Wow, quite a number of articles on YouTube, Google, and the News Corp and NBC alliance plus the Viacom lawsuit that it looks to me like the vultures are circling over YouTube's non-user generated content or what is affectionately called copyrighted material. Seriously, it might be too late for GoogTube to even go back to the negotiating table with the legal content owners to cut a deal (not really, but written for effect). Sure YouTube will be there for user generated content and free hosting of videos, but once the professional content and clips move elsewhere, so will the traffic. As far as I can tell, 7 out of the top 10 most viewed videos this week are professional clips, so what will draw people to YouTube - crappy home videos? Here's a few of my favorite reasons for GoogTube to be worried about the vultures flying over head:
- The News Corp and NBC alliance is smart because it gives advertisers an alternative and hopefully if they execute it right, a win-win for advertisers and publishers. Plus, according to the article, they will feed Yahoo the content and thus tap into Yahoo's audience.
- Partnering with Yahoo is not only good for the new alliance, it also helps Yahoo with their battle versus Google for advertising dominance. And, you thought Yahoo was left for the dead?
- According to AdAge several big time advertisers are lining up to sign up with the new alliance.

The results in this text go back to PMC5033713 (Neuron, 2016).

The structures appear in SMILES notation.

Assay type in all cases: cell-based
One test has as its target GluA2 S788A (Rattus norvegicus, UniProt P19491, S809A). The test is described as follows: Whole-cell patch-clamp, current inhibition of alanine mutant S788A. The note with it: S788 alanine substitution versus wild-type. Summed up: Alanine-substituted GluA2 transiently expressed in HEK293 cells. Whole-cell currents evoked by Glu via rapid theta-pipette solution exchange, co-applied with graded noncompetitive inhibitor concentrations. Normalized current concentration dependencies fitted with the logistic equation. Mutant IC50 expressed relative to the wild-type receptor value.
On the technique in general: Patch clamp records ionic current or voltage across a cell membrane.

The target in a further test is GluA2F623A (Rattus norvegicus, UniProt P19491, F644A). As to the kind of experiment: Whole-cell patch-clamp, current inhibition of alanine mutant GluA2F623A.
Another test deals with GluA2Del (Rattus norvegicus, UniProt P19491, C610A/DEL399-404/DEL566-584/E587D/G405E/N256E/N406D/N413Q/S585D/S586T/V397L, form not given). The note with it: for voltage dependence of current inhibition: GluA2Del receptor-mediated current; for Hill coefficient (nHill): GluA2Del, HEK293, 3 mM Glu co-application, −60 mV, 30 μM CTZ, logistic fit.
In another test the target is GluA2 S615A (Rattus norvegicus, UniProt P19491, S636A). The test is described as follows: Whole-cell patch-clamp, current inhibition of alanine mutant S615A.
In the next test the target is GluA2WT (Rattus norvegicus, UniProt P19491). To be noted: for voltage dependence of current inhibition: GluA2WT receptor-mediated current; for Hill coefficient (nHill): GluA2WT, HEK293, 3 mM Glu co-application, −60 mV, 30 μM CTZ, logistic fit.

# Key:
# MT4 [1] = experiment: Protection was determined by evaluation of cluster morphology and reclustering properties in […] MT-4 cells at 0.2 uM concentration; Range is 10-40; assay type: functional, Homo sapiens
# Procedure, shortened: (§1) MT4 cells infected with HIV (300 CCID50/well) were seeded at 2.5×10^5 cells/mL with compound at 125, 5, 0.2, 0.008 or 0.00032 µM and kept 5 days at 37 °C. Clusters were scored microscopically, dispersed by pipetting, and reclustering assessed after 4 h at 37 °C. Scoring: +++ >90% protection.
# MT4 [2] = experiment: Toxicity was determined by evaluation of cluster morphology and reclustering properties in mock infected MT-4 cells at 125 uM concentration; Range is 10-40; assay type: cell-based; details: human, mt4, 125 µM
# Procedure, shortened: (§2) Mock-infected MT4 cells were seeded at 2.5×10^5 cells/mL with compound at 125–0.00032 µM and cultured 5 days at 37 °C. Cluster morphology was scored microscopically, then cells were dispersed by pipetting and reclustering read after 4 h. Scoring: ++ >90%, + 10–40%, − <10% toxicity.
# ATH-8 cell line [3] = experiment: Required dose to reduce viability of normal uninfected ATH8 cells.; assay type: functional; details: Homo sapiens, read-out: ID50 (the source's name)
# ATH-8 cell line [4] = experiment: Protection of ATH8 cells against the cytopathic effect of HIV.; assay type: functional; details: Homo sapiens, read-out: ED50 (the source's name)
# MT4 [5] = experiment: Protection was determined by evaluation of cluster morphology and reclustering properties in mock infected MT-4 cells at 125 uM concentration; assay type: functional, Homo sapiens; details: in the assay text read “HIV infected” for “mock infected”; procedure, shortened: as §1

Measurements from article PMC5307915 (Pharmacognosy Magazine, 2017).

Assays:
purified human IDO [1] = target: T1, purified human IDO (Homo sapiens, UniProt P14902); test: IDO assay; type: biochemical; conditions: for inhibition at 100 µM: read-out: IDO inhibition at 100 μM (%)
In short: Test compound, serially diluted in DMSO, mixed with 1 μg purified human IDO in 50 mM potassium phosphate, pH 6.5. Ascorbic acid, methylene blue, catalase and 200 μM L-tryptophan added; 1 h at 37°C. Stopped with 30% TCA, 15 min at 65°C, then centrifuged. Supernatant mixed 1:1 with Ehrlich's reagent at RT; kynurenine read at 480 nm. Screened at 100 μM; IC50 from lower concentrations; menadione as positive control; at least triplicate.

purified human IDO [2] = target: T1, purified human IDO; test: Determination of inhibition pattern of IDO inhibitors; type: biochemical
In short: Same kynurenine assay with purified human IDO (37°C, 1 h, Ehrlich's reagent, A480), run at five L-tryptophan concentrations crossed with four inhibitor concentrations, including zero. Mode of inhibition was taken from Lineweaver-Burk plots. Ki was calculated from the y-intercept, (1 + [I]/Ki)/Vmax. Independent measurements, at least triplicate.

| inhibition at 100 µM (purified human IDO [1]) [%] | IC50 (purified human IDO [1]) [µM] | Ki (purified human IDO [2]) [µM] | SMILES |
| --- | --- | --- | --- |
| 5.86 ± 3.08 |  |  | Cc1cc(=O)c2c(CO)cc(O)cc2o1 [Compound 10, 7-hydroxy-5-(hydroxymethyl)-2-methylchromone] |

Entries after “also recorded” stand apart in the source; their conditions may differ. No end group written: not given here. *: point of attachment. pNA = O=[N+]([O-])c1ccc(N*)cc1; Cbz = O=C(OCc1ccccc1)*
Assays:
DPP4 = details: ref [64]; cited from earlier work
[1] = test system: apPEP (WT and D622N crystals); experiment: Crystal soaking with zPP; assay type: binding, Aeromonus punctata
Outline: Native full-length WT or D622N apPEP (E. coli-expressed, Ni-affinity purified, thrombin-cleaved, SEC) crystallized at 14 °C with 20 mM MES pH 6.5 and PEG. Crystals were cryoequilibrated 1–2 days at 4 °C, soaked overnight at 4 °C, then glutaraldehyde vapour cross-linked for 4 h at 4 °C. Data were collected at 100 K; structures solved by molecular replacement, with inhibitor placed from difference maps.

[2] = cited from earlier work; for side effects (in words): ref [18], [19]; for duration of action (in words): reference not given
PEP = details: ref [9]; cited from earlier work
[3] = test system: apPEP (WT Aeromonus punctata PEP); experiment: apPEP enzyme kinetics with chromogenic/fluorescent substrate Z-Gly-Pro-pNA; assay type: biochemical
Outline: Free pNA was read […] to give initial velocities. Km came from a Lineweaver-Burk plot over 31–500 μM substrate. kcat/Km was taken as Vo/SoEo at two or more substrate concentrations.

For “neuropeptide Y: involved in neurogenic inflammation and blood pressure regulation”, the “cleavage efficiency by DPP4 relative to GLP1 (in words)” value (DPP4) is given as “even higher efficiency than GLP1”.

- Google is even taking the new alliance seriously by offering to become a distribution partner for it according to the WSJ article called NBC, News Corp Plan Online Video Venture. BTW - Google is smart enough to look at all ways to monetize traffic and it is completely within their play book to work both sides of an advertising deal.
- I really think that GoogTube will have a tough time with the Viacom lawsuit because these guys are really serious about protecting the content which they created and have every right to determine how much they should be paid for it.
- Finally, go read for yourself about the DMCA safe harbor code and make your own judgments of how much trouble GoogTube is in and stop listening to people who haven't actually read the law. My favorite part is towards the end when it defines what a service provider is - judge for yourself whether that is supposed to be your online service provider or a website; try not to talk yourself into believing that the lawmakers didn't know the difference between say Earthlink and Yahoo back in 1998.
I actually don't jump for joy over this because I am a huge fan of Google. I just think we should all stand up for the rights of the content creators who paid to produce what you watch online. Why should GoogTube determine how much they should get paid for their hard work? This definitely won't be easy for GoogTube, but who knows they may still wind up dominating the entire online advertising industry anyway, right?